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Figure 5(a) shows the optical spectrum of 1.76Tb/s PDM 16-QAM Nyquist-SCFDE signal. The superchannel occupies 2.0nm bandwidth with two subcarriers in each 12.5GHz grid. The resolution is set as 0.01nm to see spectrum details of the subcarriers. The black line shows the signal spectrum for the back-to-back case. The red line shows the spectrum after 238km SSMF transmission and the blue line shows the spectrum after 238km transmission and OBPF filtering. Figure 5(b) shows the received 37th subcarrier optical signal after filtering with part of two neighbors included.

 figure: Fig. 5

Fig. 5 Optical spectra of (a)PDM 16-QAM Nyquist-SCFDE signal of back-to-back and after 238 km SSMF transmission; (b)the received optical signal after filtering.

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4. Results and discussions

Figure 6 shows the back-to-back bit-error-rate (BER) performance of the superchannel as a function of optical signal-to-noise ratio (OSNR) at 0.1nm resolution. The original single carrier is the signal out of the modulator 1 in Fig. 3 with only one laser on. The required OSNR of the superchannel at the BER of 1.0 × 10−3 is 30.5dB, which is 16.3dB larger than the original single carrier, showing that the PDM-16QAM Nyquist pulse shaping signal has a small penalty of 0.3dB for subcarrier aggregation. The insert in Fig. 6 shows a typical recovered constellation of the 37th subcarrier at OSNR = 36.3dB.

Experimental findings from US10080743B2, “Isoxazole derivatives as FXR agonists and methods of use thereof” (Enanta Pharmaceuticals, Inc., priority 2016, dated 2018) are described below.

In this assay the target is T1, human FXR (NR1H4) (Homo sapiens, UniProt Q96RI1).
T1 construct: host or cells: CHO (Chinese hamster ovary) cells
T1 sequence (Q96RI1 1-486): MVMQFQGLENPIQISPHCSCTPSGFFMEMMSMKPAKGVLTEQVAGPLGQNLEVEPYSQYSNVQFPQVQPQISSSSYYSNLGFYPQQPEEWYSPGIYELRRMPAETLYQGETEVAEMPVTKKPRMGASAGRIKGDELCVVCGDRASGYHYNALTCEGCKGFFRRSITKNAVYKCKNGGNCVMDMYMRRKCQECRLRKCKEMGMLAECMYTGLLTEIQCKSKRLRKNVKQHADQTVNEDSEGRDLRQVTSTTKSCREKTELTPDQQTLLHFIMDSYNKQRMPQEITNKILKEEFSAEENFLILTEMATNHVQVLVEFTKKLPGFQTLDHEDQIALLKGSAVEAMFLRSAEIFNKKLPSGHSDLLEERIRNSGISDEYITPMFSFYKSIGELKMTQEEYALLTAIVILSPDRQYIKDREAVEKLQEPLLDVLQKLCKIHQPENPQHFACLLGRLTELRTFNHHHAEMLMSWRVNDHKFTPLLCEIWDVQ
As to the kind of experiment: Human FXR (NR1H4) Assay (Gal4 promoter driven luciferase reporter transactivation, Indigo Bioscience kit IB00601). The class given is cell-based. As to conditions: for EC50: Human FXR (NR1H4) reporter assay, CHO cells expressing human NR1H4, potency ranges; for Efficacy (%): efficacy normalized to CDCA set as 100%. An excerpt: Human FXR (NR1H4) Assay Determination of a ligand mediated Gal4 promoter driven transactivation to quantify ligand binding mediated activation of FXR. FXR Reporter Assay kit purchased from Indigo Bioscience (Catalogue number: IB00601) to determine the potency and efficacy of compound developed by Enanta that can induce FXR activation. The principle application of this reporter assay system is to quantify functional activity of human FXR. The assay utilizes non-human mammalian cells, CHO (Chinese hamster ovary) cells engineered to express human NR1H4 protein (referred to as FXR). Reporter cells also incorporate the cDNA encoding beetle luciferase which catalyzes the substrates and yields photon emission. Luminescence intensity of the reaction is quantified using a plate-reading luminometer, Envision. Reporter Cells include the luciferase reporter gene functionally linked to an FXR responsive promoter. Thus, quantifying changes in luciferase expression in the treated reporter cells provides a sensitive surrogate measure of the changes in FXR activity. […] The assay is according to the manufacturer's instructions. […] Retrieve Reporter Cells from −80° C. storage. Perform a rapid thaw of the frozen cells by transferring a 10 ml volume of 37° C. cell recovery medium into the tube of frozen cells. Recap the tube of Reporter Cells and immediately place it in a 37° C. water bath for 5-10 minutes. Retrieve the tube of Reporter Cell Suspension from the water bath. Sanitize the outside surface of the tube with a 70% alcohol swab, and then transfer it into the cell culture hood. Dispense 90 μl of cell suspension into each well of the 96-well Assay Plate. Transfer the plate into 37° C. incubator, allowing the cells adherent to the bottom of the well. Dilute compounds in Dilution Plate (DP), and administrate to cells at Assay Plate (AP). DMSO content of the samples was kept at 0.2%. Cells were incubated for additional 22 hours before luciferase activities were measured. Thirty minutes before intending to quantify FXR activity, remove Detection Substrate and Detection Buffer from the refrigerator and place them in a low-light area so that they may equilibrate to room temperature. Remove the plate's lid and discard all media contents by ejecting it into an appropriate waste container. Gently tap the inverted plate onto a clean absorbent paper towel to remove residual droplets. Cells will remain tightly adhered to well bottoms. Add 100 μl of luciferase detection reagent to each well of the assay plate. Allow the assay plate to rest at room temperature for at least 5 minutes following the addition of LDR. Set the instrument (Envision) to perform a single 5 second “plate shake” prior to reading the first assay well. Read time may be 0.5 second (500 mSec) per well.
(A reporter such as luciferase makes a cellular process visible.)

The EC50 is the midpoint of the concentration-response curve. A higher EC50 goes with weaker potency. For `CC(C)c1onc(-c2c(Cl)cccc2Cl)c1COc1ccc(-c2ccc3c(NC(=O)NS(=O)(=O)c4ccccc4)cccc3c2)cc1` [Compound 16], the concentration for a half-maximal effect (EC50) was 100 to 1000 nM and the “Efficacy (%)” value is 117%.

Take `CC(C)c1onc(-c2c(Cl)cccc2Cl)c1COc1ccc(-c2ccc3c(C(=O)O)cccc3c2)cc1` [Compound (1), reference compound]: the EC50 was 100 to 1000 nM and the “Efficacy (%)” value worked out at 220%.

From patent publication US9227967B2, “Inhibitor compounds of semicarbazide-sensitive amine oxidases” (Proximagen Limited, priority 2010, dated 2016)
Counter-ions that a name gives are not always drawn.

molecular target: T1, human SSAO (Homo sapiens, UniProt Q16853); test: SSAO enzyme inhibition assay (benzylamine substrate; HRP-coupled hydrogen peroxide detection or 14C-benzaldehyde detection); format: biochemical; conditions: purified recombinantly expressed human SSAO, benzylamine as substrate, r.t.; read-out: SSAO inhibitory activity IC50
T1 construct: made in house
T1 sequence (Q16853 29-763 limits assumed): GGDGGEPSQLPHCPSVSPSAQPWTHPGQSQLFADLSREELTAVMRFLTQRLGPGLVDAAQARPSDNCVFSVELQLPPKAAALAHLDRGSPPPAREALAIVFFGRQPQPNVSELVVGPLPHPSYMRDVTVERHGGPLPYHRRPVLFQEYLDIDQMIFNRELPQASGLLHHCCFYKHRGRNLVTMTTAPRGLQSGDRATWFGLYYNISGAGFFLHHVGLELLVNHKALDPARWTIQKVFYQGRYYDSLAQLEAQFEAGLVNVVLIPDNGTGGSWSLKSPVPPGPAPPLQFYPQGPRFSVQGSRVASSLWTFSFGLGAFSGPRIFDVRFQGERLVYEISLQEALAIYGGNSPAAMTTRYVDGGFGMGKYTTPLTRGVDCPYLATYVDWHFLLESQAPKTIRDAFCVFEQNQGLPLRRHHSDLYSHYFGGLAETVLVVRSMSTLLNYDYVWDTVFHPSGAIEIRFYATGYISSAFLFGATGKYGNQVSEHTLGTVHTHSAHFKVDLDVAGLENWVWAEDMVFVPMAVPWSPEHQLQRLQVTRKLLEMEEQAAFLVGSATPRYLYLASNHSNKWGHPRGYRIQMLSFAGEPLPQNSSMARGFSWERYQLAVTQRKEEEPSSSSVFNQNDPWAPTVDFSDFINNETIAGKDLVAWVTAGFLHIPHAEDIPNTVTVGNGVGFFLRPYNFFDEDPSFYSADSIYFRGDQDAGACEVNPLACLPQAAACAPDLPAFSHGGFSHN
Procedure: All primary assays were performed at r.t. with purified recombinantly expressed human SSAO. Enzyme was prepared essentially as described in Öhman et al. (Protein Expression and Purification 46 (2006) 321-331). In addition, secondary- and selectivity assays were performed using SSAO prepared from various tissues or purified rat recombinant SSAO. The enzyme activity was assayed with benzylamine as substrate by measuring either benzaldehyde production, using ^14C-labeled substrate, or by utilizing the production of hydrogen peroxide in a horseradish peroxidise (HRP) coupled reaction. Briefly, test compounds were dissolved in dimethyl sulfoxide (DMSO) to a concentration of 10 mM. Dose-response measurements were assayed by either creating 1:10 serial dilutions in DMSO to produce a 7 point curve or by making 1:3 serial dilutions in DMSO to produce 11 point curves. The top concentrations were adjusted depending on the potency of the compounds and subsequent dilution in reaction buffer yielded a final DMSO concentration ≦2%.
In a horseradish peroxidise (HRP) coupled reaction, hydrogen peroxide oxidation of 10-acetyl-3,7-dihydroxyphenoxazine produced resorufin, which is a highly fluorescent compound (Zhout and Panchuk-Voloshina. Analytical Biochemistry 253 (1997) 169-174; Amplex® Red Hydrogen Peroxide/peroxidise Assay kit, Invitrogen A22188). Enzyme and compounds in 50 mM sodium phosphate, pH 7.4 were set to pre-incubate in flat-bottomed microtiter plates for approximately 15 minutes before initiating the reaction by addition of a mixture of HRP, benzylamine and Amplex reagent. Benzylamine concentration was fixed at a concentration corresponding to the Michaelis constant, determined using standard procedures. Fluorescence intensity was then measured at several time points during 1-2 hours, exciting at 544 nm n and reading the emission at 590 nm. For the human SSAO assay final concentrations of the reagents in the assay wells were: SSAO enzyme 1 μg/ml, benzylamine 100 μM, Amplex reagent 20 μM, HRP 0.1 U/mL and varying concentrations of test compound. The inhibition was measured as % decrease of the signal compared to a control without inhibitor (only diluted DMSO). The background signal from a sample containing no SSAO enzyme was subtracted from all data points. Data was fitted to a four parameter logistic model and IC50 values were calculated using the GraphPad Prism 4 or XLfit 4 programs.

figure: Fig. 6

Fig. 6 Back-to-back BER performance

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Figure 7 shows the BER of 37th subcarrier versus launch power per subcarrier over 714km SSMF. The optimal power is −10dBm/subcarrier. The performance of the modified FDE is comparable to the 3-stage time domain equalization strategy [9], which consists of the CMA, the cascaded multi-modulus algorithm (CMMA), and the decision-directed least-mean-square (DD-LMS) algorithm. Figure 8 shows the measured BER results of all 40 subcarriers after 714km SSMF transmission with the optimal launch power. The inserts are constellations of both polarizations of the 30th subcarrier, which has the worst performance. The BER of each subcarrier is lower than 3.8 × 10−3, which is the threshold for 7% forward error correction (FEC) overhead. The BER of each subcarrier is measured based on 106 bits data, and the average BER for the entire superchannel is 2.2 × 10−3.

 figure: Fig. 7

Fig. 7 Measured BER of 37th subcarrier over 714km SSMF.

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 figure: Fig. 8

Fig. 8 Measured BER for Nyquist pulse shaping superchannel over 714km SSMF

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5. Conclusions

We experimentally demonstrate the generation and transmission of 1.76Tb/s PDM-16QAM Nyquist pulse shaping signal with spectral efficiency of 7.06b/s/Hz using the modified SCFDE technique. Considering its high spectral efficiency and low penalty in multi-carrier aggregation, Nyquist pulse shaping signal with high order modulation such as 16-QAM format is a good choice for superchannel transmission.

Acknowledgment